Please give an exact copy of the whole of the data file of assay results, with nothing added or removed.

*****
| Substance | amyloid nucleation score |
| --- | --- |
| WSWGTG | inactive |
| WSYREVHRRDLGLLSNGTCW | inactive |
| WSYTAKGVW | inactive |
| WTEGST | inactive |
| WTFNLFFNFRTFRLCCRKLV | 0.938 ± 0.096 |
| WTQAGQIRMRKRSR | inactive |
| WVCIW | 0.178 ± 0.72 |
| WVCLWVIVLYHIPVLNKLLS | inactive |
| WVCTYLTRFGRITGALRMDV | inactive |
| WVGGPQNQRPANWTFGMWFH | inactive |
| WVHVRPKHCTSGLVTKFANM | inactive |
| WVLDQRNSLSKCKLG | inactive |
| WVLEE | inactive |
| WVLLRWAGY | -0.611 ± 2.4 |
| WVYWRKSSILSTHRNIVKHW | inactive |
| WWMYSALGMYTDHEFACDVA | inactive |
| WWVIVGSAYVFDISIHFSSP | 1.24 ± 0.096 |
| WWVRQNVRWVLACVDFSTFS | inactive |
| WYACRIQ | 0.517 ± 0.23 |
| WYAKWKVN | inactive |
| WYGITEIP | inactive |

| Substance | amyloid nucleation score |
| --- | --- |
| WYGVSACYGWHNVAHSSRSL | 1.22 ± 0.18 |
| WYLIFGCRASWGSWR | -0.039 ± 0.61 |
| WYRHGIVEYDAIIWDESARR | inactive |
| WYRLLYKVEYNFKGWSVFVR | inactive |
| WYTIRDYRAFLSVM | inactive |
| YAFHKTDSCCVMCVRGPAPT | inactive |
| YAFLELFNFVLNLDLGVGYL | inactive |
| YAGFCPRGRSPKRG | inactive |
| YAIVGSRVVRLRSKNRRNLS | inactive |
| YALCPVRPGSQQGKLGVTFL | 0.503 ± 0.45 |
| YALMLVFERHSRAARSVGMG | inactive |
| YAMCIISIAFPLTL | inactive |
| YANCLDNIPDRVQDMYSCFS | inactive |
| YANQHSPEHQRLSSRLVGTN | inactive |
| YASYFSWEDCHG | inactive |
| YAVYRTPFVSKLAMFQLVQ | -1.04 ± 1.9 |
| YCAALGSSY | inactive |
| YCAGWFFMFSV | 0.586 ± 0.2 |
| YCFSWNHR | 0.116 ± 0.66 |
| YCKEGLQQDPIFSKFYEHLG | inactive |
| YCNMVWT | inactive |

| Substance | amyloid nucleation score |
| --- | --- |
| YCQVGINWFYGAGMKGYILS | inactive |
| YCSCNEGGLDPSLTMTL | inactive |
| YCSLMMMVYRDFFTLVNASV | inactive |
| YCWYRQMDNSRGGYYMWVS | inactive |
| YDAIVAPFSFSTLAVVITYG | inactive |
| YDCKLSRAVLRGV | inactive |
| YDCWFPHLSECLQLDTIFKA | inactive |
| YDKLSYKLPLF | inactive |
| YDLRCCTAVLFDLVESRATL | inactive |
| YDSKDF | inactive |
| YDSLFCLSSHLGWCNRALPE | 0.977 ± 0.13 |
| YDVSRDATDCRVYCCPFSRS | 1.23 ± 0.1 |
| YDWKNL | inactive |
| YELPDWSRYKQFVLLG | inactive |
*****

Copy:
| Substance | amyloid nucleation score |
| --- | --- |
| WSWGTG | inactive |
| WSYREVHRRDLGLLSNGTCW | inactive |
| WSYTAKGVW | inactive |
| WTEGST | inactive |
| WTFNLFFNFRTFRLCCRKLV | 0.938 ± 0.096 |
| WTQAGQIRMRKRSR | inactive |
| WVCIW | 0.178 ± 0.72 |
| WVCLWVIVLYHIPVLNKLLS | inactive |
| WVCTYLTRFGRITGALRMDV | inactive |
| WVGGPQNQRPANWTFGMWFH | inactive |
| WVHVRPKHCTSGLVTKFANM | inactive |
| WVLDQRNSLSKCKLG | inactive |
| WVLEE | inactive |
| WVLLRWAGY | -0.611 ± 2.4 |
| WVYWRKSSILSTHRNIVKHW | inactive |
| WWMYSALGMYTDHEFACDVA | inactive |
| WWVIVGSAYVFDISIHFSSP | 1.24 ± 0.096 |
| WWVRQNVRWVLACVDFSTFS | inactive |
| WYACRIQ | 0.517 ± 0.23 |
| WYAKWKVN | inactive |
| WYGITEIP | inactive |

| Substance | amyloid nucleation score |
| --- | --- |
| WYGVSACYGWHNVAHSSRSL | 1.22 ± 0.18 |
| WYLIFGCRASWGSWR | -0.039 ± 0.61 |
| WYRHGIVEYDAIIWDESARR | inactive |
| WYRLLYKVEYNFKGWSVFVR | inactive |
| WYTIRDYRAFLSVM | inactive |
| YAFHKTDSCCVMCVRGPAPT | inactive |
| YAFLELFNFVLNLDLGVGYL | inactive |
| YAGFCPRGRSPKRG | inactive |
| YAIVGSRVVRLRSKNRRNLS | inactive |
| YALCPVRPGSQQGKLGVTFL | 0.503 ± 0.45 |
| YALMLVFERHSRAARSVGMG | inactive |
| YAMCIISIAFPLTL | inactive |
| YANCLDNIPDRVQDMYSCFS | inactive |
| YANQHSPEHQRLSSRLVGTN | inactive |
| YASYFSWEDCHG | inactive |
| YAVYRTPFVSKLAMFQLVQ | -1.04 ± 1.9 |
| YCAALGSSY | inactive |
| YCAGWFFMFSV | 0.586 ± 0.2 |
| YCFSWNHR | 0.116 ± 0.66 |
| YCKEGLQQDPIFSKFYEHLG | inactive |
| YCNMVWT | inactive |

| Substance | amyloid nucleation score |
| --- | --- |
| YCQVGINWFYGAGMKGYILS | inactive |
| YCSCNEGGLDPSLTMTL | inactive |
| YCSLMMMVYRDFFTLVNASV | inactive |
| YCWYRQMDNSRGGYYMWVS | inactive |
| YDAIVAPFSFSTLAVVITYG | inactive |
| YDCKLSRAVLRGV | inactive |
| YDCWFPHLSECLQLDTIFKA | inactive |
| YDKLSYKLPLF | inactive |
| YDLRCCTAVLFDLVESRATL | inactive |
| YDSKDF | inactive |
| YDSLFCLSSHLGWCNRALPE | 0.977 ± 0.13 |
| YDVSRDATDCRVYCCPFSRS | 1.23 ± 0.1 |
| YDWKNL | inactive |
| YELPDWSRYKQFVLLG | inactive |